The reproductive system consists of a pair of gonads branching into each ray off a circular genital strand which is along the oral inner surface of the central disc.[4] The gonads looks like a feathery collection of tubules. In females there are orange gonads and in males they are whitish.[3] During maturation of the gametes, the gonads increase in size and can account for up to 40 percent of the sea star's weight.[2] The gonopores are too small to be seen, and can only be found when the sea stars are spawning.[2][5]

Cluster of stars, Salt Spring Island, British Columbia

Lifespan

Many asteroids live to a minimal age of four to six years. The Pisaster ochraceous could live as long as twenty years.[4]

History

This species of seastar is often considered a keystone species in many intertidal regions. Pisaster ochraceus is an predator of the common mussel, Mytilus californicus and reduces its abundance. This allows for other macroinvertabrates to persist. In an experimental removal of the ochre star, it was shown that Mytilus californicus becomes almost completely dominant of the intertidal community. When Pisaster ochraceus is present there is a diverse intertidal community.[6]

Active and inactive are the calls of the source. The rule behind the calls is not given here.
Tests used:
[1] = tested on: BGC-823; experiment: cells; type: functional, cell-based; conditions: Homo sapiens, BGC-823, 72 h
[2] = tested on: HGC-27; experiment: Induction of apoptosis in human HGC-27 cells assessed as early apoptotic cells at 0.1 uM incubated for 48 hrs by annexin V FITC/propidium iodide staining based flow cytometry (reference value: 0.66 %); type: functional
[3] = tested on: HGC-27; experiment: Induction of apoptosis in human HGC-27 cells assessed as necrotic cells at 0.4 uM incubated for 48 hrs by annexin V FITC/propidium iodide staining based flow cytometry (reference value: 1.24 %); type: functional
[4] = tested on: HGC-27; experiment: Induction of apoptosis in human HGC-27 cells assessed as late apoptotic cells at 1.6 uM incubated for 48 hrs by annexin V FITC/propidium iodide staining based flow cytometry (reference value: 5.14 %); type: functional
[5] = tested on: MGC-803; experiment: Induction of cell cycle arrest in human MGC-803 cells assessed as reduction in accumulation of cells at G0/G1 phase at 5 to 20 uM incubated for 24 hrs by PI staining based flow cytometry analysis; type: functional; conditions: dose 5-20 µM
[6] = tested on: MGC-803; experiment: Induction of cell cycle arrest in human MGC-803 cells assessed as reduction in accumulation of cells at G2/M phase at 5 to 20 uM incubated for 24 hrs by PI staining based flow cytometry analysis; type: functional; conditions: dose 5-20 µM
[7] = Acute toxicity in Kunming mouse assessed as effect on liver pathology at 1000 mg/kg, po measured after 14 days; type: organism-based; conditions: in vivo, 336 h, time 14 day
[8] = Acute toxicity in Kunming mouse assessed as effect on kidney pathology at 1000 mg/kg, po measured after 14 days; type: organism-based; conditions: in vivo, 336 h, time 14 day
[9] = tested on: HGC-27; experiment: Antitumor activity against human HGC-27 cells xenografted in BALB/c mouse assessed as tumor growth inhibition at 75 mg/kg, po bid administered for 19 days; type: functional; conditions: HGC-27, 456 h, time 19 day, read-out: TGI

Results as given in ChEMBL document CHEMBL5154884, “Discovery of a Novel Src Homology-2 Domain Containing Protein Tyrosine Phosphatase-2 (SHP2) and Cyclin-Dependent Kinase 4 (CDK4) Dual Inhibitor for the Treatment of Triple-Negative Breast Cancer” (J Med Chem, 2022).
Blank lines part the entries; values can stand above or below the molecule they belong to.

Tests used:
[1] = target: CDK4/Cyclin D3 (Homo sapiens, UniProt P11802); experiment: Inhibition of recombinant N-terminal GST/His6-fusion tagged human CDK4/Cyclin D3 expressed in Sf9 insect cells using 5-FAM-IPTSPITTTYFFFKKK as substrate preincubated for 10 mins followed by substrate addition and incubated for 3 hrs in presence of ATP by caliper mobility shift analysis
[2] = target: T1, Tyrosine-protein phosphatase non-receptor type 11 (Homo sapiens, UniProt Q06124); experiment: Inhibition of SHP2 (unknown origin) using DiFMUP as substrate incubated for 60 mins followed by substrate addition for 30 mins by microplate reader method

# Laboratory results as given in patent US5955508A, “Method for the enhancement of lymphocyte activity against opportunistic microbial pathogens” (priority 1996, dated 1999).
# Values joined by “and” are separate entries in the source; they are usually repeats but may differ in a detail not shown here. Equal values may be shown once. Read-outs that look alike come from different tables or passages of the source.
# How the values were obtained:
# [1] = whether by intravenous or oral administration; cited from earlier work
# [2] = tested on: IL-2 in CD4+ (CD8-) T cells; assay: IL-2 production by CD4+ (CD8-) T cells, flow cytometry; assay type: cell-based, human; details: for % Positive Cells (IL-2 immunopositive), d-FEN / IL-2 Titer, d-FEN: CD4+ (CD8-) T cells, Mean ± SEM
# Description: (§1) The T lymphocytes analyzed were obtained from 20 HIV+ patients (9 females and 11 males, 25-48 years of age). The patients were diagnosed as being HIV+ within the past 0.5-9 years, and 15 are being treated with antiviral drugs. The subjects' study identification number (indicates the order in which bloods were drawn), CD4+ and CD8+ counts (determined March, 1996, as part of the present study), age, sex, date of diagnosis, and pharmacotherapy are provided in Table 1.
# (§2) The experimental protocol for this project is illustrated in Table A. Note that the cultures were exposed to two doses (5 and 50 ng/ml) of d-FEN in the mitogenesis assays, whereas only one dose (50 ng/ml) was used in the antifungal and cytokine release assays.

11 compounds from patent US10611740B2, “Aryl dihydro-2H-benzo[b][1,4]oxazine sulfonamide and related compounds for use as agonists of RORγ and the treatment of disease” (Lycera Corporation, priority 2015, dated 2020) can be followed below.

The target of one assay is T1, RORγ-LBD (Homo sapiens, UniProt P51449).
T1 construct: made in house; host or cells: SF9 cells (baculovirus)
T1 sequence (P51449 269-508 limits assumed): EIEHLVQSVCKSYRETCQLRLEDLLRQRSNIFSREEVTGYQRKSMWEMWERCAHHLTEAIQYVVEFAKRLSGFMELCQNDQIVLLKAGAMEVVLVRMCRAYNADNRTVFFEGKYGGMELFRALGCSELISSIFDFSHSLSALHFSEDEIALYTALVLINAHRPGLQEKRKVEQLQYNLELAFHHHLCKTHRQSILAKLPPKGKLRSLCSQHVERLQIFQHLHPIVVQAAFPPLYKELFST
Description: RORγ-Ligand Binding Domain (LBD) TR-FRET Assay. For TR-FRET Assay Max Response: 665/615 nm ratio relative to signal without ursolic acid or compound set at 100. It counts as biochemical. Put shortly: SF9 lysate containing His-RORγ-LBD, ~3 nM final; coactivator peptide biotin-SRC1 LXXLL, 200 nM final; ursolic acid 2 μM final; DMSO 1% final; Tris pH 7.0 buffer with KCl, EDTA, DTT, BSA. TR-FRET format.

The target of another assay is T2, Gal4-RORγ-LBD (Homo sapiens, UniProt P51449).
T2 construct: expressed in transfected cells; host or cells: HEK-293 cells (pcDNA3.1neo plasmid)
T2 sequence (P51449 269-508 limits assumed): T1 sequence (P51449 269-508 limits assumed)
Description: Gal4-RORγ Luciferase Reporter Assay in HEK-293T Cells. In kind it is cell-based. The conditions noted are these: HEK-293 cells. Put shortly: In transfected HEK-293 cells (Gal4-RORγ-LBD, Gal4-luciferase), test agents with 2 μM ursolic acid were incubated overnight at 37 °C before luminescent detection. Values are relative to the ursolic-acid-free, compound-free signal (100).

Ecology and distribution

Geographic range

Pisaster ochraceus can be found from Prince William Sound in Alaska to Point Sal in Santa Barbara Co., California. Pisaster found within the warmer waters from Santa Barbara County to Baja, California is Pisaster ochraceus segnis, a subspecies of Pisaster ochraceus [7]

Habitat

This sea star can be found in great numbers on mussel beds and on wave-washed rocky shores. The juveniles are often found in crevices and under rocks.[5] Its depth range is from above the low-tide zone to 90 m in depth. Pisaster ochraceous is very durable and can tolerate a loss of thirty-percent of its body weight in body fluids.[4]

Trophic strategy

At the larval stage, Pisaster ochraceus are filter feeders and their diet consists of plankton. As an adult, Pisaster ochraceous feeds on mussels like Mytilus californianus and Mytilus trossulus. They will feed on chitons, limpets, snails, barnacles, echinoids, and even decapod crustacea.[2][8][9]